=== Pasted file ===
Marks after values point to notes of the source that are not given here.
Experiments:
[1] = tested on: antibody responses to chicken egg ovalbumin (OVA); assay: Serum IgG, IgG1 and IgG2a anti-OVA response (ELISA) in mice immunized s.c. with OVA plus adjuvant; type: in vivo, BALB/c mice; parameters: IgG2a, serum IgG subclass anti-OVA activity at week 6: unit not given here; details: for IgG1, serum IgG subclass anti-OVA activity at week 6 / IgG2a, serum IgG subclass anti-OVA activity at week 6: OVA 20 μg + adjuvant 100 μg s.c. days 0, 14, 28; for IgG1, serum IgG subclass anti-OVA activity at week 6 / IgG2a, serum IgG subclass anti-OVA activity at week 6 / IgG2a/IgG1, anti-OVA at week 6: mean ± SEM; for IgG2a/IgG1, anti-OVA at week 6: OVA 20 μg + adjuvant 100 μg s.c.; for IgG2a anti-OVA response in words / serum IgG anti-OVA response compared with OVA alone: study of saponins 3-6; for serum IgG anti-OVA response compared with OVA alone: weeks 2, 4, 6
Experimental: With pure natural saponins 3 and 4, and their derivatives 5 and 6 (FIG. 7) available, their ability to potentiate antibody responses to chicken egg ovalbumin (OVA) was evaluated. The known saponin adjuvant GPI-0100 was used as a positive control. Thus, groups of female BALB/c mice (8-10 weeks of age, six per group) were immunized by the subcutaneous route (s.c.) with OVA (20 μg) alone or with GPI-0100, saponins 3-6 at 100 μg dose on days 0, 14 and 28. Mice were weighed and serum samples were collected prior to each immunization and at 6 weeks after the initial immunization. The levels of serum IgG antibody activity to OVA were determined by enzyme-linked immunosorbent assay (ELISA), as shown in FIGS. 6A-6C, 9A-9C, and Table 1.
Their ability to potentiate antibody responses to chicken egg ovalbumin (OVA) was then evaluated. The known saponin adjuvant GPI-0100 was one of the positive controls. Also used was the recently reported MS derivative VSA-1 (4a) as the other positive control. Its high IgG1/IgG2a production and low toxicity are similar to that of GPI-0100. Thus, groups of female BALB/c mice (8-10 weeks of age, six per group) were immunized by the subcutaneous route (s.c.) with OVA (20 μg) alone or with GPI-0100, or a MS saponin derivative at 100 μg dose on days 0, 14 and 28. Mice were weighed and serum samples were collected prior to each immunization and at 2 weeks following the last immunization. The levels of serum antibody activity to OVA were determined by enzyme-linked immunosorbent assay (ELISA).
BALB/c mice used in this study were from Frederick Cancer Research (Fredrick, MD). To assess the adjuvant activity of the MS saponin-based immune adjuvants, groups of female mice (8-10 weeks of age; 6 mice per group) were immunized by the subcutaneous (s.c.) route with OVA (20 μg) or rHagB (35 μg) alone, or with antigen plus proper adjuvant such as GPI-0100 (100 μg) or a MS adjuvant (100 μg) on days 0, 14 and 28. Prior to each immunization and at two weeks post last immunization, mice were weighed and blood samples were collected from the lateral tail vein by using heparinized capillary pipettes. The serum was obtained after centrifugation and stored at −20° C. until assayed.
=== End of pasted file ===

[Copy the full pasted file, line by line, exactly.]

Marks after values point to notes of the source that are not given here.
Experiments:
[1] = tested on: antibody responses to chicken egg ovalbumin (OVA); assay: Serum IgG, IgG1 and IgG2a anti-OVA response (ELISA) in mice immunized s.c. with OVA plus adjuvant; type: in vivo, BALB/c mice; parameters: IgG2a, serum IgG subclass anti-OVA activity at week 6: unit not given here; details: for IgG1, serum IgG subclass anti-OVA activity at week 6 / IgG2a, serum IgG subclass anti-OVA activity at week 6: OVA 20 μg + adjuvant 100 μg s.c. days 0, 14, 28; for IgG1, serum IgG subclass anti-OVA activity at week 6 / IgG2a, serum IgG subclass anti-OVA activity at week 6 / IgG2a/IgG1, anti-OVA at week 6: mean ± SEM; for IgG2a/IgG1, anti-OVA at week 6: OVA 20 μg + adjuvant 100 μg s.c.; for IgG2a anti-OVA response in words / serum IgG anti-OVA response compared with OVA alone: study of saponins 3-6; for serum IgG anti-OVA response compared with OVA alone: weeks 2, 4, 6
Experimental: With pure natural saponins 3 and 4, and their derivatives 5 and 6 (FIG. 7) available, their ability to potentiate antibody responses to chicken egg ovalbumin (OVA) was evaluated. The known saponin adjuvant GPI-0100 was used as a positive control. Thus, groups of female BALB/c mice (8-10 weeks of age, six per group) were immunized by the subcutaneous route (s.c.) with OVA (20 μg) alone or with GPI-0100, saponins 3-6 at 100 μg dose on days 0, 14 and 28. Mice were weighed and serum samples were collected prior to each immunization and at 6 weeks after the initial immunization. The levels of serum IgG antibody activity to OVA were determined by enzyme-linked immunosorbent assay (ELISA), as shown in FIGS. 6A-6C, 9A-9C, and Table 1.
Their ability to potentiate antibody responses to chicken egg ovalbumin (OVA) was then evaluated. The known saponin adjuvant GPI-0100 was one of the positive controls. Also used was the recently reported MS derivative VSA-1 (4a) as the other positive control. Its high IgG1/IgG2a production and low toxicity are similar to that of GPI-0100. Thus, groups of female BALB/c mice (8-10 weeks of age, six per group) were immunized by the subcutaneous route (s.c.) with OVA (20 μg) alone or with GPI-0100, or a MS saponin derivative at 100 μg dose on days 0, 14 and 28. Mice were weighed and serum samples were collected prior to each immunization and at 2 weeks following the last immunization. The levels of serum antibody activity to OVA were determined by enzyme-linked immunosorbent assay (ELISA).
BALB/c mice used in this study were from Frederick Cancer Research (Fredrick, MD). To assess the adjuvant activity of the MS saponin-based immune adjuvants, groups of female mice (8-10 weeks of age; 6 mice per group) were immunized by the subcutaneous (s.c.) route with OVA (20 μg) or rHagB (35 μg) alone, or with antigen plus proper adjuvant such as GPI-0100 (100 μg) or a MS adjuvant (100 μg) on days 0, 14 and 28. Prior to each immunization and at two weeks post last immunization, mice were weighed and blood samples were collected from the lateral tail vein by using heparinized capillary pipettes. The serum was obtained after centrifugation and stored at −20° C. until assayed.